Mexico - Livestock and Products - Semi Annual - 2009

Red meat consumption is forecast to decline in 2009 as middle and lower income consumers are expected to replace consumption of red meat for cheaper processed meat and other protein sources, according to the latest GAIN Report from USDA Foreign Agricultural Service. Despite the reduction in consumption, 2009 red meat production is not expected to decline dramatically.
calendar icon 15 April 2009
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Executive Summary

Swine meat production for 2009 is forecast to remain at the same level as both in 2008 and 2007. Although the economic crisis is expected to lower pork consumption, the reduction of pork imports for 2009 is expected to be moderate because the processing industry will continue importing cheaper raw material that allows them to produce cheaper processed meat.

Mexico's imports of US hogs are forecast to reach 75,000 head in 2009, slightly lower than in 2008, due to increased cost of crossing for higher exchange rate and larger distances.

Domestic slaughter figures for 2009 were revised down from the previous estimate and are now expected to remain almost at the same level for 2008. In addition, total hog ending inventories for 2009 will registered 8.2 million head (7.3 per cent lower than the revised 2008 figure) as a consequence of producers ceasing activities.


Swine production estimates were adjusted according to Mexican official data for the past three years. For all years, production was revised lower from the previous estimate. Year-on- year, these new estimates show a slight reduction in production from 2007 to 2008, and almost the same level of production for 2008 and 2009.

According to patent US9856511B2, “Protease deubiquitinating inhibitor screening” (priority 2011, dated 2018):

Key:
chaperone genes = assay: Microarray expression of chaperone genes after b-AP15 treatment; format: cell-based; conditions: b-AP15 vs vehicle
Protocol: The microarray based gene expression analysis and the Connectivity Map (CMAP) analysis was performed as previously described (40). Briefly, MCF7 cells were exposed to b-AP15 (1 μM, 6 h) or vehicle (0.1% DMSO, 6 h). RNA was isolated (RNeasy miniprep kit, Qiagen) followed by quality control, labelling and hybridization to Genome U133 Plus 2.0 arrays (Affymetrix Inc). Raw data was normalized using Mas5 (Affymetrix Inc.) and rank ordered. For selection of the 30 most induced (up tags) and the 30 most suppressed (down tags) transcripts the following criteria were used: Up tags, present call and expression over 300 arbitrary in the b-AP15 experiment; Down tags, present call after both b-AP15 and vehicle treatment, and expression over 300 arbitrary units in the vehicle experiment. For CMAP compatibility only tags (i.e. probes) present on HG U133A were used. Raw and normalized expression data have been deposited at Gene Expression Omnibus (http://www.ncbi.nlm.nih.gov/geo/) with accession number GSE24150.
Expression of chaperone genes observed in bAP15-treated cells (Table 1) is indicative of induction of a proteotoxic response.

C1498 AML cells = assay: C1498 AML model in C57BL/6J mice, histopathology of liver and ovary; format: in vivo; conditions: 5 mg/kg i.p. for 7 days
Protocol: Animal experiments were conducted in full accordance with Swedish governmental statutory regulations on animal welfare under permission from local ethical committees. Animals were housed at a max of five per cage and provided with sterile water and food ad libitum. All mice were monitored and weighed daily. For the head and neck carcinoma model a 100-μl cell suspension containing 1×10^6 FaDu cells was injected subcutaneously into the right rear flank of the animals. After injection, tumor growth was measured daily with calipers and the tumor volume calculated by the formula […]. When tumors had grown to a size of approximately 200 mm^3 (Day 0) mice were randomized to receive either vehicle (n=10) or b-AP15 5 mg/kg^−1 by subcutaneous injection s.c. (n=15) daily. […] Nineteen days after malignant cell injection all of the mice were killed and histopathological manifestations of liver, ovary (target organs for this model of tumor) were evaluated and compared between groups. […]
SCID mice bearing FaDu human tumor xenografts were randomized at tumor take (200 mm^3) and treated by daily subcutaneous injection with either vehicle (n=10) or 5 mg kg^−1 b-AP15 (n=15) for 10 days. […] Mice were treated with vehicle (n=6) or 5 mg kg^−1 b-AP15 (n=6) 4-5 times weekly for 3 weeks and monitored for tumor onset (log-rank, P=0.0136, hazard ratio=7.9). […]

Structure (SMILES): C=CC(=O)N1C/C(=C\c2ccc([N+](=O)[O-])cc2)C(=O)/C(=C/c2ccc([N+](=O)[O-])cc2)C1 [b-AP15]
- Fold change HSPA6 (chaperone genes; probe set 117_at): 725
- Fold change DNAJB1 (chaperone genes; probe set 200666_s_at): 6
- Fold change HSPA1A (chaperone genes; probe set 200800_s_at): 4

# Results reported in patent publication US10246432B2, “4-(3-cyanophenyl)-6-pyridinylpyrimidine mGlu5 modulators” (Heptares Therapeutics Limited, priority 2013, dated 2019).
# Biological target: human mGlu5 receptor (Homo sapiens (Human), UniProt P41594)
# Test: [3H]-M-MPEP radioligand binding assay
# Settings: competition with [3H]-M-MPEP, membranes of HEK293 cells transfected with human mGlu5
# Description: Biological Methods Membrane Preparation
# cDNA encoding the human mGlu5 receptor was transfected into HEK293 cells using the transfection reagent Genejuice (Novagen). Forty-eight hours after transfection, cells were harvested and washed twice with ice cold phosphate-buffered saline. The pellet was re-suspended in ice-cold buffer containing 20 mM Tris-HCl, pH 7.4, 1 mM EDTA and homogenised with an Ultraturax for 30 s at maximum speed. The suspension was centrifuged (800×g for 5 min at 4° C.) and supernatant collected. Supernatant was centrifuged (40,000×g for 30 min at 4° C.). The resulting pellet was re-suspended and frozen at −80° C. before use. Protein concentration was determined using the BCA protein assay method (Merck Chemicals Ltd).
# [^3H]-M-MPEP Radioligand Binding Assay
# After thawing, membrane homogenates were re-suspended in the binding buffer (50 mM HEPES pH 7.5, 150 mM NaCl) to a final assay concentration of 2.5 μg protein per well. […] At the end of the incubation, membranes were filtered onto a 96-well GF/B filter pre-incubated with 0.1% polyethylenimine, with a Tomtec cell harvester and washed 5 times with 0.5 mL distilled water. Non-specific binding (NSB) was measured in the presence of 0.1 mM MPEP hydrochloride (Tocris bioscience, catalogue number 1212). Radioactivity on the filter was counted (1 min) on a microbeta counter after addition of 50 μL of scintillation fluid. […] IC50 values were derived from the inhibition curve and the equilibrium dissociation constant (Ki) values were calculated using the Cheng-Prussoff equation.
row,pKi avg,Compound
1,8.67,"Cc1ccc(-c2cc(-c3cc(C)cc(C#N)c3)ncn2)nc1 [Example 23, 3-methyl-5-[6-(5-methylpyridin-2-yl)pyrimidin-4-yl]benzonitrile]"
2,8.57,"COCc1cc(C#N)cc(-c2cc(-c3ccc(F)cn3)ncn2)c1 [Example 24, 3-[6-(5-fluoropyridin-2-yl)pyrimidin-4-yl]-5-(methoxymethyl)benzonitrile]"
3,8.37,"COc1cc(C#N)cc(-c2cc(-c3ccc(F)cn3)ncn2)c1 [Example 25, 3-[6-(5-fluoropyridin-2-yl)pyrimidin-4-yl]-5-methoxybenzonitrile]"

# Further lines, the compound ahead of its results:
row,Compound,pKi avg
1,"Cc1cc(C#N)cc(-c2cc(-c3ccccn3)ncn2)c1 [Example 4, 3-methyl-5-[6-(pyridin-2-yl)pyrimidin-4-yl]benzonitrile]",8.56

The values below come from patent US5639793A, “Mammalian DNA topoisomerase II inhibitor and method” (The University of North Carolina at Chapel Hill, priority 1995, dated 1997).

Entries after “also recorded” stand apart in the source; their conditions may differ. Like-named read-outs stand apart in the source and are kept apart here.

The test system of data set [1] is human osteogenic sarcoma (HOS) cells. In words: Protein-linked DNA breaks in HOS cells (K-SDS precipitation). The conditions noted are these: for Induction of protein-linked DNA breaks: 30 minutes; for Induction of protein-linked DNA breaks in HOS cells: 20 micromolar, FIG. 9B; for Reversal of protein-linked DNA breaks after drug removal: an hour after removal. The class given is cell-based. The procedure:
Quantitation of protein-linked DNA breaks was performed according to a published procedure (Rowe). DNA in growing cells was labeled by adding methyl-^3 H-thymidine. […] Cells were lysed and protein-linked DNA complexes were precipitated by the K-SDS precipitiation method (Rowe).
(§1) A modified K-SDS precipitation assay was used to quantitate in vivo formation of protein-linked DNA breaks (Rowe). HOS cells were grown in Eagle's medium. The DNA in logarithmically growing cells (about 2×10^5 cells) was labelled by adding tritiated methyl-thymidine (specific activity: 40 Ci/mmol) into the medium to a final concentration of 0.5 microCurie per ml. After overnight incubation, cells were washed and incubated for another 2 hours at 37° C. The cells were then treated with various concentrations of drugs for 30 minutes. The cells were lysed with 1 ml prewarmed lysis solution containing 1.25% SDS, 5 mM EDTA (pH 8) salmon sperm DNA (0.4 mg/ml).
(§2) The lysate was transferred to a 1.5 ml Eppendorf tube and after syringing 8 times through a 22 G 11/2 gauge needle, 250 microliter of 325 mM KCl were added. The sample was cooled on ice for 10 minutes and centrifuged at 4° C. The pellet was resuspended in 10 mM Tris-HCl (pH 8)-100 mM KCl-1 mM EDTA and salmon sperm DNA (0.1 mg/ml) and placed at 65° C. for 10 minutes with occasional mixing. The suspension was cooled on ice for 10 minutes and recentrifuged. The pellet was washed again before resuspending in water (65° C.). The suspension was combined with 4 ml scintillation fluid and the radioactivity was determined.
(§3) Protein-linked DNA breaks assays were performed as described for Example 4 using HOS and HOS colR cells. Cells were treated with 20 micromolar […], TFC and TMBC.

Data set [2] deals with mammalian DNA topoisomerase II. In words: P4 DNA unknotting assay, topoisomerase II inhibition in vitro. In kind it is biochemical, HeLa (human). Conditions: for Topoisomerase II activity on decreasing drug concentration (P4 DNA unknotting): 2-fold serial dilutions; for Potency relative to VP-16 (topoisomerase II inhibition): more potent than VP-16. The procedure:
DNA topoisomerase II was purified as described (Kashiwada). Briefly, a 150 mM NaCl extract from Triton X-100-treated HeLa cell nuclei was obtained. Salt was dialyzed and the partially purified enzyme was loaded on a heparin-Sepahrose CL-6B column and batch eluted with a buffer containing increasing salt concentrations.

Beginning stocks were revised downward for both 2009 and 2008 due to a number of factors. First, import estimates have been revised lower due to both a lack of border inspection points and a higher peso-dollar exchange rate. Second, higher-than-expected animal slaughter for 2009 is now expected as a consequence of producers liquidated their inventories. In addition, the Mexican pork industry is in the process of integrating. Because of higher grain prices and overall production costs starting in 2007, many small producers have withdrawn from the sector making mid-sized and large producers a greater portion of the industry. With this increased market share, competition has developed among the larger producers, making them more efficient not only seeking innovation in products, packaging, and services, but lowering losses.

Pork meat production previous estimated for 2009, 2008 and 2007 were reviewed according to Mexican official data reflecting adjusted production decision made by producer due to lower domestic consumption. In order to better weather changes in prices and consumption, Mexican pork producers are looking for increased financing options, particularly in dealing with feed costs which represent about 50 per cent of total production costs.


The pork consumption estimates for 2009, 2008 and 2007 were revised downward to align with official data. Year-to-year comparisons now show consumption for 2009 4.6 per cent lower than the level registered in 2008 as a result of the economic crisis that is forcing consumers to select other protein sources. Despite the new lower numbers, an increase of 3.6 per cent was registered for 2008 compared with 2007.


The pork import estimate for 2009 was revised downward, reflecting the high cost of transport to cross at authorized inspection points, and the relatively high cost of U.S. pork due to the change in the exchange rate. However, in spite of the fact of these constraints, the domestic supply of pork is not sufficient and the processing industry will continue importing cheaper raw material that allows them to produce cheaper processed meat. Import estimates for 2007 and 2008 pork were revised to reflect official data.